Knee meniscal tear physiotherapyBy Nigel Chua
Meniscal tears are common injuries to the cartilage of the knee that can affect athletes and non-athletes alike.
These meniscal tears can be either acute (meaning they happen as a result of a particular movement or accident) or degenerative (meaning they happen over time).
Our senior physiotherapists can help you heal from a meniscal tear and restore your strength and movement. If surgery is required, your physical therapist can help you prepare for the procedure and recover following surgery.
WHAT IS A MENISCAL TEAR?
The meniscus is a cartilage disc that cushions your knee.
Each of your knees has two menisci (plural of meniscus); one on the inner (medial) part of the knee, and the other on the outer (lateral) part of the knee.
- absorb shock
- stabilize the knee joint.
Meniscal tears can be classified in two ways: acute or degenerative.
- An acute meniscal tear typically is caused by twisting or turning quickly on a bent knee, often with the foot planted on the ground. This mechanism of injury often produces related injuries, such as an anterior cruciate ligament (ACL) tear.
- Degenerative meniscal tears occur over time, due to repetitive stress being put on the knee, such as in a job or sport that requires a lot of squatting.
WHAT DOES A MENISCUS TEAR FEEL LIKE?
When you tear the meniscus, you might experience:
- A sharp, intense pain in the knee area
- A "pop" or a tearing sensation in the knee area (acute injury)
- Swelling within the first 24 hours of injury
- Difficulty walking or going up or down stairs because of pain or a "catching or locking" sensation in the knee (knee locking)
- Difficulty straightening or bending the knee fully.
HOW IS IT DIAGNOSED?
Our senior physiotherapist will:
- Conduct a thorough evaluation that includes a detailed review of your injury, symptoms, and health history.
- Perform special tests to measure the range of motion (amount of movement) in your knee and determine which specific movements and positions increase your symptoms.
- Use a series of tests that apply pressure to the meniscus to determine whether it appears to be damaged.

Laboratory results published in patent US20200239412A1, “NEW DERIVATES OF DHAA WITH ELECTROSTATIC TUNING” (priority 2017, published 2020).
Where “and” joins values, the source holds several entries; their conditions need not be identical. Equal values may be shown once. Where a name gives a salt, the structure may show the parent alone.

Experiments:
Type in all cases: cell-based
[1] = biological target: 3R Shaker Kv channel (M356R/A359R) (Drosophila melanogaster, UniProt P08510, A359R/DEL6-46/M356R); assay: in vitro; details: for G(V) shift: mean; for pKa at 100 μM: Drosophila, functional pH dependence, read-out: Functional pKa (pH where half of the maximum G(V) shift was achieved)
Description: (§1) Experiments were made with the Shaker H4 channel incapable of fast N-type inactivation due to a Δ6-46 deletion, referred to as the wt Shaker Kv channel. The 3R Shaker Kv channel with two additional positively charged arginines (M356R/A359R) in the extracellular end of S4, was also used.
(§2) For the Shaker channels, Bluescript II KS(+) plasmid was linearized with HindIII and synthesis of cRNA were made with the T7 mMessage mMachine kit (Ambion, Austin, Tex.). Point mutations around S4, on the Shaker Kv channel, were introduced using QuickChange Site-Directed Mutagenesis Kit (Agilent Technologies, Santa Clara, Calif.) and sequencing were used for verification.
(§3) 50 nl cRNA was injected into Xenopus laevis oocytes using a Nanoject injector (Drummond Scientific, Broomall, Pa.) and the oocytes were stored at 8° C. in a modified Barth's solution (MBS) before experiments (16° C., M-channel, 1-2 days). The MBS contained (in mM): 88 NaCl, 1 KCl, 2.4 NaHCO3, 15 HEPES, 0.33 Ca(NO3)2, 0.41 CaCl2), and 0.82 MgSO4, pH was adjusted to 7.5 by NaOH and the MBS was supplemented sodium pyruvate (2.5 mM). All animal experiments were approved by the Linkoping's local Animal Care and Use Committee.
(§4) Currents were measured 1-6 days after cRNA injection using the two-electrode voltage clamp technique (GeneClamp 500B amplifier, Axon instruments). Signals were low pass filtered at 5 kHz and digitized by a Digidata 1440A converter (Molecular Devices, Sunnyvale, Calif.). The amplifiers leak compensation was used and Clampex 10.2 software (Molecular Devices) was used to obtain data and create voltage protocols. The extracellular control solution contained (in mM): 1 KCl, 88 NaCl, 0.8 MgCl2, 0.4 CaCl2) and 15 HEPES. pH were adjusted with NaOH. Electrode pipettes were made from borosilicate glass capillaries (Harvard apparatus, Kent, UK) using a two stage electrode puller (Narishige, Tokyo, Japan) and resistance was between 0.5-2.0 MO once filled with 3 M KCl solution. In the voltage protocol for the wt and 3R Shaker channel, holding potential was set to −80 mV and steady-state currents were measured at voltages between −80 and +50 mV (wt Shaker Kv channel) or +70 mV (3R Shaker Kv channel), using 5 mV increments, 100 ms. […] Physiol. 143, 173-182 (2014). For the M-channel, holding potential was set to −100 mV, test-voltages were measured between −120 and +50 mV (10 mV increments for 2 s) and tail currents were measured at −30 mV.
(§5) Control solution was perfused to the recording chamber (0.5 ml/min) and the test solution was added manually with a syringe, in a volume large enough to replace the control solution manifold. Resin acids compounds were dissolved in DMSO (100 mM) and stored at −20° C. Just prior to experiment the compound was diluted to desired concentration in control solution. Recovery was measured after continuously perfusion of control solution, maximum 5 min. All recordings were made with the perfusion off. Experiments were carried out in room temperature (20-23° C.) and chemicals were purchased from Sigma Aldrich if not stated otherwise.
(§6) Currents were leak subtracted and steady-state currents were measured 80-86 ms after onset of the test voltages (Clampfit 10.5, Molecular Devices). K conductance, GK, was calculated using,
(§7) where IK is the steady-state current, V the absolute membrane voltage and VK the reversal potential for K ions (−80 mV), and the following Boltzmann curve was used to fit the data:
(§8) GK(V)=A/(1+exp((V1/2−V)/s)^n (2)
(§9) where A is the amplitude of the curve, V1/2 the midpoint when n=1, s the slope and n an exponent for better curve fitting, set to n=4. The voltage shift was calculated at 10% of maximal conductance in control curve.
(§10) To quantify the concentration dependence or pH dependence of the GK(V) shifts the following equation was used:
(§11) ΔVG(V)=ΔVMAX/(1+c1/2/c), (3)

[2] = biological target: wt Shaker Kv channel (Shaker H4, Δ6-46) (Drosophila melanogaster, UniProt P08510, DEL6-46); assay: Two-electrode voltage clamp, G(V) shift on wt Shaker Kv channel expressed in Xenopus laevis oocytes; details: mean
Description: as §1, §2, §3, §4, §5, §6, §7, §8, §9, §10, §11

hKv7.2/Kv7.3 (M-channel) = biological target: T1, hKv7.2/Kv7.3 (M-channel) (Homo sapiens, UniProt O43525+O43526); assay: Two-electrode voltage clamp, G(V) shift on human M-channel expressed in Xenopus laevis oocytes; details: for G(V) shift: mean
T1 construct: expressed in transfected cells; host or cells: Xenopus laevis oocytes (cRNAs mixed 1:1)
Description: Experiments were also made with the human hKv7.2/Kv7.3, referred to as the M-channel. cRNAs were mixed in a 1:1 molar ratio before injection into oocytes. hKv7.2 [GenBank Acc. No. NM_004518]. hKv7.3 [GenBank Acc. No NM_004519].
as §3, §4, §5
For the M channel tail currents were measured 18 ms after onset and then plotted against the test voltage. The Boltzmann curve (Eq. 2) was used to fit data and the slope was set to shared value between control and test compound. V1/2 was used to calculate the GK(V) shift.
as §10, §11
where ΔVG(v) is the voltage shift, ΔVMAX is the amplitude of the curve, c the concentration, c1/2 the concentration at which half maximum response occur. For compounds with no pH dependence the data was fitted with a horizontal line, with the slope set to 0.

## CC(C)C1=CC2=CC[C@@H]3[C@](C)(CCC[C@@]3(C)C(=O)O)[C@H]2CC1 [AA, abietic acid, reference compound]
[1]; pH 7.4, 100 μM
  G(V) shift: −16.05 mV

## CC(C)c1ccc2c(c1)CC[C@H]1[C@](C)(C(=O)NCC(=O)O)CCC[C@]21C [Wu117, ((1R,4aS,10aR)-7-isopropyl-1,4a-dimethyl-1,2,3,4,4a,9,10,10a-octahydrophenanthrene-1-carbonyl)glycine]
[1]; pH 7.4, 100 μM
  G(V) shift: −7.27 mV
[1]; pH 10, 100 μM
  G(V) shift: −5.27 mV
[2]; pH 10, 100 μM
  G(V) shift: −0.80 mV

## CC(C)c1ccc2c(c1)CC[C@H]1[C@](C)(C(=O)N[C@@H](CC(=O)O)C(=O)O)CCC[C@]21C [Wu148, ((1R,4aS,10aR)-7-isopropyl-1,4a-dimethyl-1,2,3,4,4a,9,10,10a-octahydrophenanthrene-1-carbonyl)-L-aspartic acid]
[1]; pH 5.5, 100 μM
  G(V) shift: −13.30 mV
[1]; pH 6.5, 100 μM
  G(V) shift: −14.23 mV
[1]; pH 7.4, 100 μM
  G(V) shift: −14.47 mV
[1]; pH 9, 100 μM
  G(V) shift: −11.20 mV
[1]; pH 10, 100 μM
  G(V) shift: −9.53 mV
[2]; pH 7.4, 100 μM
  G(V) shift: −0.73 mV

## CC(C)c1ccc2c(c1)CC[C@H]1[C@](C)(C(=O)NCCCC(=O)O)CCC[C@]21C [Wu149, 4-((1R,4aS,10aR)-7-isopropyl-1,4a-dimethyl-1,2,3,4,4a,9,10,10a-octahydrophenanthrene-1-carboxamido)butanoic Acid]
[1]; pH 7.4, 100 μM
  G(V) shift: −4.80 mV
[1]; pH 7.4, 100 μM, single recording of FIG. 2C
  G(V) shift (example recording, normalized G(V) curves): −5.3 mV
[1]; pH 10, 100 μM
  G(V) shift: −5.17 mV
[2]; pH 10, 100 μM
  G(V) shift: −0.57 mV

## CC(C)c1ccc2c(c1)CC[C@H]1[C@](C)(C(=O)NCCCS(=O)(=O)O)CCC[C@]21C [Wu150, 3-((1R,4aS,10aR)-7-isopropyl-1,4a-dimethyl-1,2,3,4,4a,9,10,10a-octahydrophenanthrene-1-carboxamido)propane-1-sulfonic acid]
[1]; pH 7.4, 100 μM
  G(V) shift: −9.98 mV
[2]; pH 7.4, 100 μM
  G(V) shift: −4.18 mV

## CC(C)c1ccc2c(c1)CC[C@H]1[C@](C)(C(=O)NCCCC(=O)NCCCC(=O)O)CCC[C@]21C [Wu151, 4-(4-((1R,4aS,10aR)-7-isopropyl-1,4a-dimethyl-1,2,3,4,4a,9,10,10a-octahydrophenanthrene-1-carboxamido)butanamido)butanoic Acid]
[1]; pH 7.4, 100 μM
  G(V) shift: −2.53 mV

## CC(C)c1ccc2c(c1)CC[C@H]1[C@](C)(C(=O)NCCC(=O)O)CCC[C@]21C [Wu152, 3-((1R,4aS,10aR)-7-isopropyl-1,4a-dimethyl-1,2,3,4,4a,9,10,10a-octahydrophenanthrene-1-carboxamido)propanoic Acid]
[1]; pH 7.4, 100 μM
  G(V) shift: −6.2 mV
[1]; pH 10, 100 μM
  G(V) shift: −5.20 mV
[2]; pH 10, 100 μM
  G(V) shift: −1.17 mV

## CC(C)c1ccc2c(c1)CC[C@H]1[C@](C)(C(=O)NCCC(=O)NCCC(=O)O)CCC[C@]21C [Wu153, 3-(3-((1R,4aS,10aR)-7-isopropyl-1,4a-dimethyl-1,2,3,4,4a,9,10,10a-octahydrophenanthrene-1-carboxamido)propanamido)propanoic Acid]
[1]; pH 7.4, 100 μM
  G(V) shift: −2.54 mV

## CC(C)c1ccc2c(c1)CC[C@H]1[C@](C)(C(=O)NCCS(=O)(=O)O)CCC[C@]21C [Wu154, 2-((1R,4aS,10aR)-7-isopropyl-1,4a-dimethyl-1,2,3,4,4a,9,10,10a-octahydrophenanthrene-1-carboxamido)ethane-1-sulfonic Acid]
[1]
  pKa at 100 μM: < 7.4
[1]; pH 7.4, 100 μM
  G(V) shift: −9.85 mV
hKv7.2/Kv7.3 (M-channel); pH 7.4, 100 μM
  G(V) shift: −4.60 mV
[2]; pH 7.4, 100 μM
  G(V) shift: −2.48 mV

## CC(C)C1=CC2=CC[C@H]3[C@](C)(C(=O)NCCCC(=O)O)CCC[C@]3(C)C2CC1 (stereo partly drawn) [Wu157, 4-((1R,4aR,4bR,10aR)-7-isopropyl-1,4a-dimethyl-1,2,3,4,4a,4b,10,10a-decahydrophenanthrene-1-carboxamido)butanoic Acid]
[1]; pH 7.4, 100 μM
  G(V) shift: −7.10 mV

The results of these tests may indicate the need for further diagnostic tests, such as magnetic resonance imaging (MRI), or a referral to an orthopedic surgeon for consultation.
HOW OUR SENIOR PHYSIOTHERAPISTS CAN HELP YOU
With effective knee physiotherapy, meniscal tears can often be managed without surgery.
A short course of treatment provided by our senior physiotherapists can help determine whether your knee will recover without surgery. We can help control pain and swelling in the knee area and work with you to restore full strength and mobility to your knee.
Your knee physiotherapy treatments may include:
We may apply manual therapy (hands-on treatment) that may include
- joint mobilization
to help reduce swelling and reduce joint stiffness, and restore muscle function around the knee.
We will apply cold therapy to the painful knee to help control any pain and swelling, and may instruct you to apply icing at home. Swelling is an important "guide" during your rehabilitation and can indicate your level of ability and recovery.
If you experience an increase in swelling, we will modify your treatment program or activity level to ensure your safest, most effective recovery.
We may recommend the use of compression bandages, stockings, or pumps to assist in the reduction of edema (swelling).
We may include them as part of your regular treatments, and teach you and your family how to use them at home.
We may use a treatment called neuromuscular electrical stimulation (NMES). NMES uses electrical current to gently stimulate/contract the muscles around your knee to help improve their strength.
It may be necessary to use assistive devices such as crutches, a cane, or a walker in the short term.